2022 FALL PREMIER AUCTION

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When Mickey Mantle made his debut with the Yankees, writer Leonard Schecter said of him, “He has a face as open as the part of America that he came from.” There he was, the 19-year-old “Oklahoma Kid” already heralded as the second coming of Babe Ruth, or at the very least the legitimate successor to Joe DiMaggio. “When he hits the ball, it just sounds different,” peers said of him. “He’s got it in his body to be great,” added grizzled manager Casey Stengel, who had been around long enough to qualify as an expert. Such expectations seemed impossible to meet, but The Mick did and then some. At the time of his 1952 appearance in Topps flagship product, though, Mantle’s future was uncertain. He started slowly with the Yankees, even finding himself farmed to Kansas City for fine tuning during his debut ’51 campaign. By the mid-1950s, when the tape-measure shots boomed off his bat and the accolades began to pile up, Mantle’s destiny took shape. Today, #311 in ’52 Topps stands as the most recognizable and coveted post-war trading card – hobby royalty alongside the T206 Wagner in terms of price and prestige.

Presented here is a wonderful example graded VG-EX+ 4.5 by CSG (Certified Collectibles Group’s reputable sports card grading service). You will be hard-pressed to find a mid-grade classification with such sharp corners and straight edges. The skyward portrait of the Commerce Comet is fairly centered horizontally (45/55), with a more pronounced vertical discrepancy (25/75). White borders are clean and colors bright. The switch-hitting slugger and his yellow weapon of choice stand out beautifully. The sky-blue background and Mantle’s face are mostly crisp, save for a bit of white spotting commonly found on the larger surface areas of Cy Berger’s masterful design. While centering is clearly worse on the reverse side, the red and black print colors are strikingly bold and the back surface is virtually flawless.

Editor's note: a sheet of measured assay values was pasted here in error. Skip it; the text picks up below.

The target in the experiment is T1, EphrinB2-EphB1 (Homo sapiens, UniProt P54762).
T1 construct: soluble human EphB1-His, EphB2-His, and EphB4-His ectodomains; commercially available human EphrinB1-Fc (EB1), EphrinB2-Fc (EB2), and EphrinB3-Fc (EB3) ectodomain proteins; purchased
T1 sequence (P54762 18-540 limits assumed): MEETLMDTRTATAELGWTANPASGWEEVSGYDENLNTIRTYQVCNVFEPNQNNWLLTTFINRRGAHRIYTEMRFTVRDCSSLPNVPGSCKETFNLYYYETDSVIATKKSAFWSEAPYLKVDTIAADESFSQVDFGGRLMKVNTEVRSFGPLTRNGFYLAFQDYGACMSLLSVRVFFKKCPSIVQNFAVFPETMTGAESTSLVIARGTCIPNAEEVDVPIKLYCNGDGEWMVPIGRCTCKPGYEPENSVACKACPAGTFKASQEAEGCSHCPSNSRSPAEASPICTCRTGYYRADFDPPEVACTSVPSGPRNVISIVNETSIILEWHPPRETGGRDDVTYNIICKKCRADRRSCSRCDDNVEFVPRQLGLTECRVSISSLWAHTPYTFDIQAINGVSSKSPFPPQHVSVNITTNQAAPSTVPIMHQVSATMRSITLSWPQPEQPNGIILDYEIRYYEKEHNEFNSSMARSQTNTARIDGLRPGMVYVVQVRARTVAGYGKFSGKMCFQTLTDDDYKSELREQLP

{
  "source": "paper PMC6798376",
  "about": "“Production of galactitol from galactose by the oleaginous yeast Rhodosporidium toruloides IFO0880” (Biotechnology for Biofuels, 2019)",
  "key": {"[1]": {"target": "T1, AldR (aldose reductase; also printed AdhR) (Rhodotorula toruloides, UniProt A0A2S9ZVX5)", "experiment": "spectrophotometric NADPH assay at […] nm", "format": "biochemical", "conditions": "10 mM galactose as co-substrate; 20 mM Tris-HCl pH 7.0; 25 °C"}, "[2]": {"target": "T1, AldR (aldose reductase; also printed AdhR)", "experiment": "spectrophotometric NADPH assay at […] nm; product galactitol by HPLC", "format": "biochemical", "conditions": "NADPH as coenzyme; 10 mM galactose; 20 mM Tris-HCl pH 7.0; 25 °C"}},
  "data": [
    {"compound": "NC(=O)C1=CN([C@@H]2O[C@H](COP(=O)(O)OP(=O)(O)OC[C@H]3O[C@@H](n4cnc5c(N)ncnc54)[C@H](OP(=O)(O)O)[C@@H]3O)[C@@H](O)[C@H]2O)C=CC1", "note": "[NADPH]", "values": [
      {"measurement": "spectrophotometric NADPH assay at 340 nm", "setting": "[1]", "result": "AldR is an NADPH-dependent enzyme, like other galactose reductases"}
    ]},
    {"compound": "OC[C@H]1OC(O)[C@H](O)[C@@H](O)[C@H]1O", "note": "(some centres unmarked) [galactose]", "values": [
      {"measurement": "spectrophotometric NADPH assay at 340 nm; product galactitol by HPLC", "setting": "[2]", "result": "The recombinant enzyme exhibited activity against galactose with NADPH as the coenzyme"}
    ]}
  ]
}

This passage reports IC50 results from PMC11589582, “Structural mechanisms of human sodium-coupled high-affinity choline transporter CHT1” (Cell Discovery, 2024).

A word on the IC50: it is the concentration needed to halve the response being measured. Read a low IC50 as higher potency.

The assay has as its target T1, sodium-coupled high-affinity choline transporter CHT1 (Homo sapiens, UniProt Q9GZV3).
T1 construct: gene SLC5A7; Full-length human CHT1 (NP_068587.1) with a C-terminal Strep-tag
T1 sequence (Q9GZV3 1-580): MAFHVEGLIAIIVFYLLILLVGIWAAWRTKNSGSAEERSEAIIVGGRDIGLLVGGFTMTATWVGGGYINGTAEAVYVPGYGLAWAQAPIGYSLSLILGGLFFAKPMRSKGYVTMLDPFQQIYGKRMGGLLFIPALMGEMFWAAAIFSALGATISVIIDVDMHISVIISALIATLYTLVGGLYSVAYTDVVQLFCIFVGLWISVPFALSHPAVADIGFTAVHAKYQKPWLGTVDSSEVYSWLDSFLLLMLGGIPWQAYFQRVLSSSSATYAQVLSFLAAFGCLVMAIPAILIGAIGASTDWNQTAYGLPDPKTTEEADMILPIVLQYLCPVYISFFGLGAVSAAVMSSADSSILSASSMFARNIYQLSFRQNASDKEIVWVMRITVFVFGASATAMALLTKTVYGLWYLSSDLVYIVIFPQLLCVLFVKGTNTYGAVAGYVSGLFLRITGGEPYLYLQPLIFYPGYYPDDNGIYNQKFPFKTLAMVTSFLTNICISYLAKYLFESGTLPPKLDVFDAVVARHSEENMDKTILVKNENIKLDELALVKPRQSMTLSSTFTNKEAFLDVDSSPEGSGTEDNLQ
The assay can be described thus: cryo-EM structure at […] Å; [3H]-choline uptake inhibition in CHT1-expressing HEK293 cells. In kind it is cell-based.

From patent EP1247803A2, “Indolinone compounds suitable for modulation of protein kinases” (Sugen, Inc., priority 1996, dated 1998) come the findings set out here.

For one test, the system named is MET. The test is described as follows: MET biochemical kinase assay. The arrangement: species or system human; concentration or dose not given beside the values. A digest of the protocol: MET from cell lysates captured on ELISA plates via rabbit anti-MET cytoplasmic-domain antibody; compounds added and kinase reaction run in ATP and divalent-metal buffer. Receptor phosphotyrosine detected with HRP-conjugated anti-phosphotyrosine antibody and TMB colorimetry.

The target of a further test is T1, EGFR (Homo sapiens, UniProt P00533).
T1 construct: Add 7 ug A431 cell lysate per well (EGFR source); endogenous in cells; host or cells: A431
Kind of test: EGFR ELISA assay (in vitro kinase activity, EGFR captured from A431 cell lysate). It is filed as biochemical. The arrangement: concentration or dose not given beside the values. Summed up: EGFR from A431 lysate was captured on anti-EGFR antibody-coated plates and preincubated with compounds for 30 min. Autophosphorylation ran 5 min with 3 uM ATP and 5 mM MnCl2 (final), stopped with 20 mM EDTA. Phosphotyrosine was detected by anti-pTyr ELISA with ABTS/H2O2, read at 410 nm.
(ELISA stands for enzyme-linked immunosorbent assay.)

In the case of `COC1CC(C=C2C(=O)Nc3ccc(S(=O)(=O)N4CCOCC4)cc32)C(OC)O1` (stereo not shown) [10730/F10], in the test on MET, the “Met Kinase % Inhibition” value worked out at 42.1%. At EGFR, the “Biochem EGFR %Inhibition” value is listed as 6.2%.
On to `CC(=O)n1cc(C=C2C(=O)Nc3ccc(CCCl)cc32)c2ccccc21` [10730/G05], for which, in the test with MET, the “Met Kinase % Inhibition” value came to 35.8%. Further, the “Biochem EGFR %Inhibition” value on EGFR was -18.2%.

Another bonus is the fact that this offered ’52 Mantle is the less common Type 2 variation. (The CSG 8 in this auction is a Type 1). The embedded CSG video clip identifies the subtle differences between each Type version. Only CSG and BVG specify Type 1 or Type 2 on their flips and in their population reports. In Beckett's pop, one in five are Type 2. (PSA and SGC do not differentiate.)

About CSG: For those relatively new to the hobby or unfamiliar with Certified Sports Guaranty (CSG), it is part of Certified Collectibles Group (CCG), the industry’s leading authenticator of non-sports cards, comic books & magazines (CGC), coins (NGC), paper money (PMG), etc. The founding of CCG in 1987 precedes that of Collectors Inc. (PSA, PCGS, etc.) and the two authentication giants have been each’s main competitor for decades. With CGC’s years of experience grading Pokémon cards, CSG has quickly gained steam among sports card collectors and marketplace giants alike. In December 2021, CSG became the exclusive authenticator of raw trading cards sold on eBay, the world's largest sales platform for cards. In August, PWCC partnered with CCG to streamline grading of raw sports cards through CSG. As their reputation grows, it won't be long before many of the world's most valuable vintage and modern sports cards are in CSG holders.

1952 Topps #311 Mickey Mantle (Type 2) - CSG VG-EX+ 4.5
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Minimum Bid: $20,000
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